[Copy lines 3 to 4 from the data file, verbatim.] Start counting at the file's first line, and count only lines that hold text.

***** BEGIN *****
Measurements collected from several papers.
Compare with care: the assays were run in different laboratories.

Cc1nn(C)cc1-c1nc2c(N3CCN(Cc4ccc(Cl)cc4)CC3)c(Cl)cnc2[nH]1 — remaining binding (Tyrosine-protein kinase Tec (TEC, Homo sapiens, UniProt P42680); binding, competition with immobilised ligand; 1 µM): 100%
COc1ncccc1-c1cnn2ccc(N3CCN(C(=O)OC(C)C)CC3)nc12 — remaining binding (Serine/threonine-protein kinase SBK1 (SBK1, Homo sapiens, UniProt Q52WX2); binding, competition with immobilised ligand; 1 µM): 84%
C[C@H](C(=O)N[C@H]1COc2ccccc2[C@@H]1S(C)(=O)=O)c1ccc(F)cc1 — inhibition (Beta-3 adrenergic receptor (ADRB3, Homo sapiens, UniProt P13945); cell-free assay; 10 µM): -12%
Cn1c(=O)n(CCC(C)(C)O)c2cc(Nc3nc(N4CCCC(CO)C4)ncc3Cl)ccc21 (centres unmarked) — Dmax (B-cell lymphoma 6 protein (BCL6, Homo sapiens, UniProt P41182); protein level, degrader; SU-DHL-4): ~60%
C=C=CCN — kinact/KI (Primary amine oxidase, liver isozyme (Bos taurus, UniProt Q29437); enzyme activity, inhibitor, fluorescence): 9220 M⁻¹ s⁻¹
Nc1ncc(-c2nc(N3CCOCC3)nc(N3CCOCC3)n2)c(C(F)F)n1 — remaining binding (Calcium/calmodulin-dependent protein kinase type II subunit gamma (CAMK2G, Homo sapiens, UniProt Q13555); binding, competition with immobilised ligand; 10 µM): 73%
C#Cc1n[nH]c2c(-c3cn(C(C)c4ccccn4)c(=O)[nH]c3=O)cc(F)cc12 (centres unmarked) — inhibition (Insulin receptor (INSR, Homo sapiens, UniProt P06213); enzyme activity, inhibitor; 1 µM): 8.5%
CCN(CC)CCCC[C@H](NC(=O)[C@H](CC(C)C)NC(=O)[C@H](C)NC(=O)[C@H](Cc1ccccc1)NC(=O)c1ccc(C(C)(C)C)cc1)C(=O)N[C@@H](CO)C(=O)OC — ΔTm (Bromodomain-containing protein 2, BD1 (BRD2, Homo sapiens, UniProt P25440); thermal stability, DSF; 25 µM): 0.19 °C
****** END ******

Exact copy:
Cc1nn(C)cc1-c1nc2c(N3CCN(Cc4ccc(Cl)cc4)CC3)c(Cl)cnc2[nH]1 — remaining binding (Tyrosine-protein kinase Tec (TEC, Homo sapiens, UniProt P42680); binding, competition with immobilised ligand; 1 µM): 100%
COc1ncccc1-c1cnn2ccc(N3CCN(C(=O)OC(C)C)CC3)nc12 — remaining binding (Serine/threonine-protein kinase SBK1 (SBK1, Homo sapiens, UniProt Q52WX2); binding, competition with immobilised ligand; 1 µM): 84%